Give robust guidance for the year, while client-specific issues continue to hit Sasken & MindTree.
The March quarter results posted by midcap information technology (IT) companies were a mixed bag. While Hexaware Technologies, Polaris Software and Firstsource (FSL) posted good results, Mindtree and Sasken Communications were bogged by client-specific issues.
Going ahead, FSL and Polaris are expected to clock higher revenue growth on the back of robust banking, financial services and insurance (BFSI) demand. Further, Hexaware is best placed to gain from the uptick in discretionary spending, which forms 42 per cent of its revenues. Though Mindtree’s research and development segment continues to be a drag, growth in IT services is healthy.
Hexaware and Polaris expect strong revenue growth, of 27.5 per cent and 22-25 per cent, respectively, for the year. They’re also confident of sustaining margins at current levels. The FSL management commented on increased momentum in revenue growth and expects margin expansion to continue. The MindTree management was confident of 2011-12 revenue growth at 16-18 per cent.
Hexaware will be a key beneficiary from recovery in discretionary spending. Analysts believe it will be able to maintain Ebitda (earnings before interest, taxes, depreciation and amortisation) margins of 14-15 per cent in calendar years 2011 and 2012 and have raised earnings estimates for the period by 24-26 per cent. Though business momentum remains strong, the stock has doubled in the past year, capping further upsides.
Polaris will gain significantly from a robust 40 per cent annual growth of its flagship product, Intellect, as well as from higher traction in the BFSI segment. Its recent acquisition, IdenTrust, will add $11-13 million in 2011-12, as well as in 2012-13. Operating margins will be under pressure in 2011-12 due to pay rises and investment in IdenTrust. The stock is trading at 8.1 times FY13 estimated earnings, which is at a steep discount to peers. Thus, it is a preferred pick by most brokerages among mid-tier IT stocks.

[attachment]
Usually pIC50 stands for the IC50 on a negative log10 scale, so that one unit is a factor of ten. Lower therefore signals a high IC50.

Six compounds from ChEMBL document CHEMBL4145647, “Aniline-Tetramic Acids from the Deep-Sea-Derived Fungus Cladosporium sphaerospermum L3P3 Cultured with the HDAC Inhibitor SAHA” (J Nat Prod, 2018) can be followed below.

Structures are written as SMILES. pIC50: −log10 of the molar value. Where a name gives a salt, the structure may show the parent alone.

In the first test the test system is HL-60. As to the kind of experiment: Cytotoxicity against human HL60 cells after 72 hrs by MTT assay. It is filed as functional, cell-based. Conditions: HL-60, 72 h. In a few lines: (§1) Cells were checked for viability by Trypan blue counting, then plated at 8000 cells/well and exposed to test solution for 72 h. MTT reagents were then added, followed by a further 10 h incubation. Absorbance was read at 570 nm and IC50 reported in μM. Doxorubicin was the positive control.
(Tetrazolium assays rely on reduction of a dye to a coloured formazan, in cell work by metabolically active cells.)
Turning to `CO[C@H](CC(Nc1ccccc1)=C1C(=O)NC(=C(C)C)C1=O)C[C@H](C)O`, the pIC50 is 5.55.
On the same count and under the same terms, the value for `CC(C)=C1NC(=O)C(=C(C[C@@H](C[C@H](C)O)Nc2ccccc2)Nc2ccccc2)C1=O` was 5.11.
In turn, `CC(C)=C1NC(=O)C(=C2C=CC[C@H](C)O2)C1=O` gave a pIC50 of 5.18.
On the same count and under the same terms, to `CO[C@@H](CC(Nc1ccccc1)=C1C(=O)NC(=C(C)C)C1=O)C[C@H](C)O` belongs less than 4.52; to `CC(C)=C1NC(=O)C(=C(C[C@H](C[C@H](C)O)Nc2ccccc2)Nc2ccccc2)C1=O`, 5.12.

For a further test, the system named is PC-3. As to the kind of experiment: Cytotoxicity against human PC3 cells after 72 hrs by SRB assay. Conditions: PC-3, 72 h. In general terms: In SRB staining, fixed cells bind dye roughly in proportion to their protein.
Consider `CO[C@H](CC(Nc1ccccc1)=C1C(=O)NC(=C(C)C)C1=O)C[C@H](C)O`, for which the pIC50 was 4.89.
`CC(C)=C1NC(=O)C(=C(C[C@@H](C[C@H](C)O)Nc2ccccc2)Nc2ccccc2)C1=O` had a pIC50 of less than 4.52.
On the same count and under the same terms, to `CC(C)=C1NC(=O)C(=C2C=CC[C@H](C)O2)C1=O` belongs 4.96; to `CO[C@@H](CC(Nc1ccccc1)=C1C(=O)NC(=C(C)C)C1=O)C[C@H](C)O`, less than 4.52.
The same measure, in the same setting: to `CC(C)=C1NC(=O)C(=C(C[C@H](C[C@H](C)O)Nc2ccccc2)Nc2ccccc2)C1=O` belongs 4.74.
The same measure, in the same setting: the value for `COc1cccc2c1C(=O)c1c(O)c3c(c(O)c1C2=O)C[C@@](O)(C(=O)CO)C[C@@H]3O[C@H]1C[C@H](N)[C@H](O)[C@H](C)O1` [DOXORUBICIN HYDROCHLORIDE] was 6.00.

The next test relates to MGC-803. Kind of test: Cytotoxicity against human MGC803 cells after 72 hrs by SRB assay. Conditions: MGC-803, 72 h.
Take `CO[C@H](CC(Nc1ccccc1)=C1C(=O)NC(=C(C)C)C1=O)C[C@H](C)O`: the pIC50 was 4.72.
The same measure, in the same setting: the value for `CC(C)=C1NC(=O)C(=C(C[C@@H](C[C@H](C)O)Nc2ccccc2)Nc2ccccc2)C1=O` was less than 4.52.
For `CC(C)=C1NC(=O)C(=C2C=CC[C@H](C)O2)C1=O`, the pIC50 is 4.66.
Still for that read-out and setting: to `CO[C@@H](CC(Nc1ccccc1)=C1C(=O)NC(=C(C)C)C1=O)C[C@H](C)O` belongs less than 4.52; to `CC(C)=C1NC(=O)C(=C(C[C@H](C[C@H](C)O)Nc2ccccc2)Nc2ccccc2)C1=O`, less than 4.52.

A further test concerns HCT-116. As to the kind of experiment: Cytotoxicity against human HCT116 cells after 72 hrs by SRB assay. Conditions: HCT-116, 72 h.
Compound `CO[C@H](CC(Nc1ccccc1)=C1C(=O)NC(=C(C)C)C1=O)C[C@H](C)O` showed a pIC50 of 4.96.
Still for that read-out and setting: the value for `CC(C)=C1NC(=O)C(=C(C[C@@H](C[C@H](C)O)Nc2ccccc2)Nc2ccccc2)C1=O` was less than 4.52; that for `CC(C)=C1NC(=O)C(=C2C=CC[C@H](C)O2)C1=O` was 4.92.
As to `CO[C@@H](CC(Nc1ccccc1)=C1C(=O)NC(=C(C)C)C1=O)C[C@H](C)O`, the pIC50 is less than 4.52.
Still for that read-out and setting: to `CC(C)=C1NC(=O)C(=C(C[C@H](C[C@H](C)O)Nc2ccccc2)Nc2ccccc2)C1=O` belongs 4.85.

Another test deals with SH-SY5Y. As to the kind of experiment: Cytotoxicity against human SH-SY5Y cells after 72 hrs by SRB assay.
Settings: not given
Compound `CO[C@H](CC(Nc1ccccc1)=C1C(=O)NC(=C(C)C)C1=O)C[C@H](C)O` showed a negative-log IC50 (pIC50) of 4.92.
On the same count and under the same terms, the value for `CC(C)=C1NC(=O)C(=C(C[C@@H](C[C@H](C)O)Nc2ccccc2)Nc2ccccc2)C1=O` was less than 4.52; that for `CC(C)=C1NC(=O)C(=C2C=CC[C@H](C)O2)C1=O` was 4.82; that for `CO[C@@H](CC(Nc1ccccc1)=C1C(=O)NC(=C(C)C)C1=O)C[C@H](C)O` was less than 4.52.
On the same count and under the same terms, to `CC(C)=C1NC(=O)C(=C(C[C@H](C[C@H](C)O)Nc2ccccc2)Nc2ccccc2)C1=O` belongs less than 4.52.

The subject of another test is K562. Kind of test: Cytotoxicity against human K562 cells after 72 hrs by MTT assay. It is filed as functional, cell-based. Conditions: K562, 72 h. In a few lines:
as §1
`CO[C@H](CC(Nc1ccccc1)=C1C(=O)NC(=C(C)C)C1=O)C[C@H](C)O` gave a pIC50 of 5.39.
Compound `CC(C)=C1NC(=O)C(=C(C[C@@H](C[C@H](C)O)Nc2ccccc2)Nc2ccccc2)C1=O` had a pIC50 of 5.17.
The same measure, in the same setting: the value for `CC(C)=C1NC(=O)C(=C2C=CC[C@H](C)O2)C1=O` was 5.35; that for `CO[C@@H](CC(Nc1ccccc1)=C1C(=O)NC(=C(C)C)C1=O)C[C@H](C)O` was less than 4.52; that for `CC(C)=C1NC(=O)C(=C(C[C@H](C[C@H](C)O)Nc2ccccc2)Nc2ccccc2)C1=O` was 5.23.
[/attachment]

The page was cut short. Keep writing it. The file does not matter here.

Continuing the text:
In contrast, boosting revenue growth is the key challenge for Sasken. The company derives 90 per cent of revenue from the telecom sector, which is yet to witness demand pick-up. Its diversification in emerging technologies like android and segments like automotive will bear fruit only in the longer term.
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|All figures are for the quarter-ended March 31, 2011 Source: Companies
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|All figures are FY12/CY11 estimates * Year ending 31st December Source: Bloomberg
Given the stable business profile of BPOs and steady performance of FSL, analysts believe current valuations are compelling. FSL’s Asian business (11 per cent of revenues) and utilisation rates would be key drivers of margin expansion in FY12. The management’s undeterred focus on IT services business and not on products will enable MindTree to improve execution in FY12. Analysts believe higher trainee intake and increase in operating leverage will drive operating margin expansion of 200-220 basis points in FY12.
The merger with iGate will drive growth for Patni, helping the company save to the tune of $30 million. However, margins will continue to be under pressure. Higher tax rates, as well as high dependence on the application development domain and the US market, are key pressure points.
While volume growth was strong at four-five per cent, quarter-on-quarter, for most, Mindtree and Sasken struggled to grow due to client-specific issues. A ramp-down of the Kyocera account cost MindTree $2.5 million in revenue, along with a one per cent drop in realisations and a 50-basis points hit on the margin. Sasken was hit by a 60 per cent drop in product revenues and continued order slowdown from top clients.
Core operating margin (excluding one-off items) improved for major players. FSL’s margin expansion came in largely from the Ebit breakeven achieved by its Asia business unit. Adjusting for Kyocera, the margins for MindTree would have increased by 130 basis points q-o-q to 13 per cent. While Patni’s margins were largely stable at 16 per cent, Hexaware saw an improvement to 14.3 per cent, driven by higher utilisations, greater offshore shift, better pricing and currency gains. Polaris’ margins eroded due to higher travelling cost, escalated by the crisis in Japan. Excluding Japan and the West Asian crisis, the margin decline was 37 bps. Meanwhile, a revenue decline, coupled with falling utilisation, shrunk Sasken’s Ebitda margin. The bottom line of most companies was a function of forex gains/losses and the tax rates. However for Polaris, monetisation of real assets boosted other income, thereby aiding bottom line growth.